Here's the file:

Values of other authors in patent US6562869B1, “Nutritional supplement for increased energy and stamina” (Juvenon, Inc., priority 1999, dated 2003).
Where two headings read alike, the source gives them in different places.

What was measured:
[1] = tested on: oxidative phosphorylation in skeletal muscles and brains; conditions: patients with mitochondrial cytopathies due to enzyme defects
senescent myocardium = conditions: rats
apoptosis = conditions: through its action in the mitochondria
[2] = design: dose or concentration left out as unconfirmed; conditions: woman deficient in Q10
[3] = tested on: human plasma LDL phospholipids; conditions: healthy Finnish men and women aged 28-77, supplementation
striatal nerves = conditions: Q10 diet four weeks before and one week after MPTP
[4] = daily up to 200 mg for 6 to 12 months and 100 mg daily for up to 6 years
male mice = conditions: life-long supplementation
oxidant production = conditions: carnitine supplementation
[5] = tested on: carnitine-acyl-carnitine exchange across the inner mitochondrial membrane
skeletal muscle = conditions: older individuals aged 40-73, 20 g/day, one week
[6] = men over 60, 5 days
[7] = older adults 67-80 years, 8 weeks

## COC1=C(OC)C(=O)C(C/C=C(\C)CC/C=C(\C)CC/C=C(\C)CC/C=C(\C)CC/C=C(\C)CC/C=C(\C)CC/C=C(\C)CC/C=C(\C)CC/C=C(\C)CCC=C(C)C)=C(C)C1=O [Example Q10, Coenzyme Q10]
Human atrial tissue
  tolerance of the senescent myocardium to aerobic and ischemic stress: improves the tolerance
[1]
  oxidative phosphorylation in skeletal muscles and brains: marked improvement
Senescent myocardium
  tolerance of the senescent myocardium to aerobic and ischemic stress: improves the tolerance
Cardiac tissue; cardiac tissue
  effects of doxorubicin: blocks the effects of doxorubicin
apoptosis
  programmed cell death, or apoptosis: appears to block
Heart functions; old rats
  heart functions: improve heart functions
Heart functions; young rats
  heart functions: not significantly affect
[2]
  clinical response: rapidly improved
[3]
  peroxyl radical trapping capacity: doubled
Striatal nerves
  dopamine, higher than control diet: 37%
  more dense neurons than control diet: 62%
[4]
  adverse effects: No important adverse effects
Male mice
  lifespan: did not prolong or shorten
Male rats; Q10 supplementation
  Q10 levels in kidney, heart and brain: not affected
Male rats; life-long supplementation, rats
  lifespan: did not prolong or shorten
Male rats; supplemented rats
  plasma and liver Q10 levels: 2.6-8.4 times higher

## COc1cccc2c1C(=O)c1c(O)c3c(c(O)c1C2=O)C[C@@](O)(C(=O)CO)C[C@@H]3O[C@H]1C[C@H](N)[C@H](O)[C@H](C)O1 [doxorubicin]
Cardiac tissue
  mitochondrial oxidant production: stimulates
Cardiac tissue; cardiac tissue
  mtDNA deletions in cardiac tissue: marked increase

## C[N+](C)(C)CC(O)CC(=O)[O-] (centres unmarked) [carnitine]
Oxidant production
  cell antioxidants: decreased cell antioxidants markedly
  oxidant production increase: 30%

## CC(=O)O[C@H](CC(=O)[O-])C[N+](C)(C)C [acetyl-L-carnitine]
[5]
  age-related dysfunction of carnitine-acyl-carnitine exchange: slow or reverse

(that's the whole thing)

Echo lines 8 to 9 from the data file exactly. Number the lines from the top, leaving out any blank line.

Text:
[3] = tested on: human plasma LDL phospholipids; conditions: healthy Finnish men and women aged 28-77, supplementation
striatal nerves = conditions: Q10 diet four weeks before and one week after MPTP